structure. The structure should sustain the combination of vertical and lateral loading that produces the maximum shear and bending moments in the structure.
Manholes are necessary in a power distribution system to permit the installation, removal, splicing, and rearrangement of the cables. A manhole is merely a subterranean vault or masonry chamber of sufficient size to permit proper manipulation of the cables. Arranged on the sides of the vault are devices that support the cables.
The location of manholes is determined largely by the layout of the base that is to be supplied with power. Whenever a branch or lateral extends from the main subway, there must be a manhole; and there must be manholes at intersections of subways. In general, cables are not made in lengths exceeding 400 to 600 feet; and as it is necessary to locate splices in manholes, the distance between manholes cannot exceed these values. Furthermore, it is not advisable to pull in long lengths of cable because the mechanical strain on the conductors and sheath may then become too great during the pulling-in process. It is recommended that manholes be located not more than 500 feet apart. The lines should preferably be run straight between manholes.
Manholes are made in many shapes and sizes to meet the ideas of the designer and to satisfy local conditions. An example of a typical manhole is shown in figure 4-39. If there are obstacles at the point where a manhole is to be located, the form of the manhole must be modified to avoid them. The form approximating an ellipse (fig. 4-40) is used so that the cables will not be abruptly bent in turning them around in the manhole. When the rectangular type of manhole is used (fig. 4-41), care must be taken not to bend the cables too sharply.
The size of a manhole will vary with the number of cables to be accommodated; but, in any case, there must be sufficient room to work in the manhole. A 5- by 7-foot manhole is probably as large as will be required in isolated plant work, while a 3- by 4-foot manhole is about as small as should be used. When transformers are located in a manhole, the size should be increased to allow for working space around the transformer and for ventilation. About 2 or 3 feet of volume should be allowed per kilovoltampere of transformer rating.
Manholes are built of either brick or concrete or of both of these materials. When many manholes are to be built of one size and there are no subterranean obstructions, concrete is usually the cheapest and the best material. But when only a few are to be constructed or when there are many obstructions, a manhole with a concrete bottom, brick sides, and a concrete top is probably the best. Such a manhole can be constructed without having to wait for concrete to set before you can remove the forms. There is a growing use of precast concrete manholes that are shipped directly to the project site.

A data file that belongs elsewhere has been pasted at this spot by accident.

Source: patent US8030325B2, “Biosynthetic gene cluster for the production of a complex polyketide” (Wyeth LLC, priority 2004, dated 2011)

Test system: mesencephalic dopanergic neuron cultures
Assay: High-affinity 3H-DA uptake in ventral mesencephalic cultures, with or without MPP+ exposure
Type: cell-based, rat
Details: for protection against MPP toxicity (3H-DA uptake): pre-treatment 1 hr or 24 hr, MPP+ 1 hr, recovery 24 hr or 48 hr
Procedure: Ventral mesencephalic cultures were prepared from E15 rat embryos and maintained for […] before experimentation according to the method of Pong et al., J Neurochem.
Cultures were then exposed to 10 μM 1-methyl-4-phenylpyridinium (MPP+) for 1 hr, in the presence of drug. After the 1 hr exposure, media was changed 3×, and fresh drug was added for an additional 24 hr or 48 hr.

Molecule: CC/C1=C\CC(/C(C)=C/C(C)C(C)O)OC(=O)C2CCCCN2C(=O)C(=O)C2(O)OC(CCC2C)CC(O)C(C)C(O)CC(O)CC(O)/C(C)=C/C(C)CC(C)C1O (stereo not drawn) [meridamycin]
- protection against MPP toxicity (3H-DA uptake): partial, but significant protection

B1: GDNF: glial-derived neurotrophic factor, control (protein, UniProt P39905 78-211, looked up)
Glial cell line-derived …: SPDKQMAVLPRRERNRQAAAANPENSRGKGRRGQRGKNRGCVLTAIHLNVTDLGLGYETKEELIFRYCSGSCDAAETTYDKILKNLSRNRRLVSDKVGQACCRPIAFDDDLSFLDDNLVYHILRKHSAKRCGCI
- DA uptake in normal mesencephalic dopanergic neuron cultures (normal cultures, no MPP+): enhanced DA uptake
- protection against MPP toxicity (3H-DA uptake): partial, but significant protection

A manhole with brick walls is built by first pouring the concrete floor and then building up the brick walls thereon. If the manhole is large, the roof can be either of steel-reinforced concrete or of brick set between rails. Probably for installations in which only a few manholes are to be built, the brick-between-rails method is the best. For a small manhole, no masonry roof is necessary, as the cast-steel manhole cover forms the roof.
Cement mortar for building brick manholes or for conduit construction can be made by mixing together 1 part of cement, 3 parts of sand, and about 1/3 part of water, all by volume.
A concrete manhole is built by first pouring the concrete floor and then erecting the form for the sides. In a self-supporting soil, the sides ofthe hole constitute the form for the outside of the manhole. If the soil is not self-supporting, there must be an outer form of rough planks (plywood), which is usually left in the ground. Steel reinforcing, such as old rails, must be placed in the concrete top of a large manhole. All reinforcing steel should be completely encased in concrete to prevent corrosion.
Manhole covers should always be made of cast steel and covers should be round so that they cannot drop into the hole accidentally.
So-called watertight covers are seldom used now, as it is not feasible to make a satisfactory watertight cover at reasonable expense. A cover should not be fastened down because if it is and accumulated gas in a manhole explodes, the vault and cover will be shattered. A ventilated cover should be used to allow the escape of gas. The newer types have ventilating slots over approximately 50 percent of their area. Dirt and water will get into the hole, but the dirt can be cleaned out and the water will drain out and no harm will result. If ventilation is not provided, an explosion of gas may occur and do great damage.
When feasible, a sewer connection should lead from the bottom of every manhole. The mouth of the trap should be protected by a strainer made ofContinue Reading